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Aggregate Price Shocks and Financial Instability: An Historical Analysis

Listed author(s):
  • Michael D. Bordo
  • Michael J. Dueker
  • David C. Wheelock

This paper presents empirical evidence on the hypothesis that aggregate price disturbances cause or worsen financial instability. We construct two annual indexes of financial conditions for the United States covering 1790-1997, and estimate the effect of aggregate price shocks on each index using a dynamic ordered probit model. We find that price level shocks contributed to financial instability during 1790-1933, and that inflation rate shocks contributed to financial instability during 1980-97. Our research indicates that the size of the aggregate price shocks needed to substantially alter financial conditions depends on the institutional environment, but that a monetary policy focused on price stability would be conducive to financial stability.

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File URL: http://www.nber.org/papers/h0125.pdf
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Paper provided by National Bureau of Economic Research, Inc in its series NBER Historical Working Papers with number 0125.

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Date of creation: Apr 2000
Handle: RePEc:nbr:nberhi:0125
Note: DAE
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  1. Weber, Ernst Juerg, 1986. "The causes of bank failures: deflationary spells," Economics Letters, Elsevier, vol. 20(4), pages 359-362.
  2. Barsky, Robert B., 1987. "The Fisher hypothesis and the forecastability and persistence of inflation," Journal of Monetary Economics, Elsevier, vol. 19(1), pages 3-24, January.
  3. Lucas, Robert E, Jr, 1973. "Some International Evidence on Output-Inflation Tradeoffs," American Economic Review, American Economic Association, vol. 63(3), pages 326-334, June.
  4. Michael D. Bordo & Michael J. Dueker & David C. Wheelock, 2000. "Aggregate Price Shocks and Financial Instability: An Historical Analysis," NBER Historical Working Papers 0125, National Bureau of Economic Research, Inc.
  5. Reinhart, Carmen & Kaminsky, Graciela, 2000. "Las crisis gemelas: las causas de los problemas bancarios y de balanza de pagos
    [The twin crises: Te causes of banking and balance of payments problems]
    ," MPRA Paper 13842, University Library of Munich, Germany.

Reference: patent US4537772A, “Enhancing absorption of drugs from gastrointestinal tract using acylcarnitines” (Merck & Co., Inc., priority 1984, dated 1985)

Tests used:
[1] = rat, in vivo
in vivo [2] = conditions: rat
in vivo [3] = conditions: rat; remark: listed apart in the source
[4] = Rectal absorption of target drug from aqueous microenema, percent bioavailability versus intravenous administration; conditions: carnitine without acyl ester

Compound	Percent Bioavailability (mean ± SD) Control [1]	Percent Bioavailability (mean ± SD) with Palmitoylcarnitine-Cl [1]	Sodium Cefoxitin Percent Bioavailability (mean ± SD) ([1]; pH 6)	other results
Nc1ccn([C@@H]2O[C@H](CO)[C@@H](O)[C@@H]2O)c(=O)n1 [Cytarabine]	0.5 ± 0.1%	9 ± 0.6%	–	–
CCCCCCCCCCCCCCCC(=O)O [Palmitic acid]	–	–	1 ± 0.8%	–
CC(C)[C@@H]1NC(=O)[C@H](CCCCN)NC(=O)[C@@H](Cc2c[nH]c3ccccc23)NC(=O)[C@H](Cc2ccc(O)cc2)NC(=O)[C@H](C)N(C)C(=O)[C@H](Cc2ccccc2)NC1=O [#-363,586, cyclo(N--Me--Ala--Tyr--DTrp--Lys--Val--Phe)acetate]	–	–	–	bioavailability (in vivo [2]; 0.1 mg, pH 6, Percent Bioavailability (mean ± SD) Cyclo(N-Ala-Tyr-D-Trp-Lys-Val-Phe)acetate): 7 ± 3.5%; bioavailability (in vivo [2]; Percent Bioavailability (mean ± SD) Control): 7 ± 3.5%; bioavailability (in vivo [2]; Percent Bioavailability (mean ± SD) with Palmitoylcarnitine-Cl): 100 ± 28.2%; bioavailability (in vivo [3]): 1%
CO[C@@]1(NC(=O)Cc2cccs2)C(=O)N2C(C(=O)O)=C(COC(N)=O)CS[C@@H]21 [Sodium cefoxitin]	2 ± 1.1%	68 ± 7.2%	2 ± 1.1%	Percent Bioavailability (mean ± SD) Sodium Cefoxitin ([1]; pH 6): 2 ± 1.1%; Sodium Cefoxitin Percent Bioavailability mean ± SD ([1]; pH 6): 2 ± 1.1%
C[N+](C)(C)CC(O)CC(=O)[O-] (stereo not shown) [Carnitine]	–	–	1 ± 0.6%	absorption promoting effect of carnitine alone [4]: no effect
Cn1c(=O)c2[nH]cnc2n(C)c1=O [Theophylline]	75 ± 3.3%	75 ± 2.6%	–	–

6. Gerald P. Dwyer & R. Alton Gilbert, 1989. "Bank runs and private remedies," Review, Federal Reserve Bank of St. Louis, issue May, pages 43-61.
  7. Charles W. Calomiris & David C. Wheelock, 1997. "Was the Great Depression a Watershed for American Monetary Policy?," NBER Working Papers 5963, National Bureau of Economic Research, Inc.
  8. Bordo, Michael D. & Schwartz, Anna J., 1999. "Monetary policy regimes and economic performance: The historical record," Handbook of Macroeconomics, in: J. B. Taylor & M. Woodford (ed.), Handbook of Macroeconomics, edition 1, volume 1, chapter 3, pages 149-234 Elsevier.
  9. Barry Eichengreen and Richard S. Grossman., 1994. "Debt Deflation and Financial Instability: Two Historical Explorations," Economics Working Papers 94-231, University of California at Berkeley.
  10. Frederic S. Mishkin, 1990. "Asymmetric Information and Financial Crises: A Historical Perspective," NBER Working Papers 3400, National Bureau of Economic Research, Inc.
  11. Dueker, Michael, 1999. "Conditional Heteroscedasticity in Qualitative Response Models of Time Series: A Gibbs-Sampling Approach to the Bank Prime Rate," Journal of Business & Economic Statistics, American Statistical Association, vol. 17(4), pages 466-472, October.
  12. Chib, Siddhartha, 1996. "Calculating posterior distributions and modal estimates in Markov mixture models," Journal of Econometrics, Elsevier, vol. 75(1), pages 79-97, November.
  13. Gray, Jo Anna & Spencer, David E, 1990. "Price Prediction Errors and Real Activity: A Reassessment," Economic Inquiry, Western Economic Association International, vol. 28(4), pages 658-681, October.
  14. Milton Friedman & Anna Jacobson Schwartz, 1970. "Monetary Statistics of the United States: Estimates, Sources, Methods," NBER Books, National Bureau of Economic Research, Inc, number frie70-1, Enero.
  15. Eichengreen, Barry & Watson, Mark W & Grossman, Richard S, 1985. "Bank Rate Policy under the Interwar Gold Standard: A Dynamic Probit Model," Economic Journal, Royal Economic Society, vol. 95(379), pages 725-745, September.
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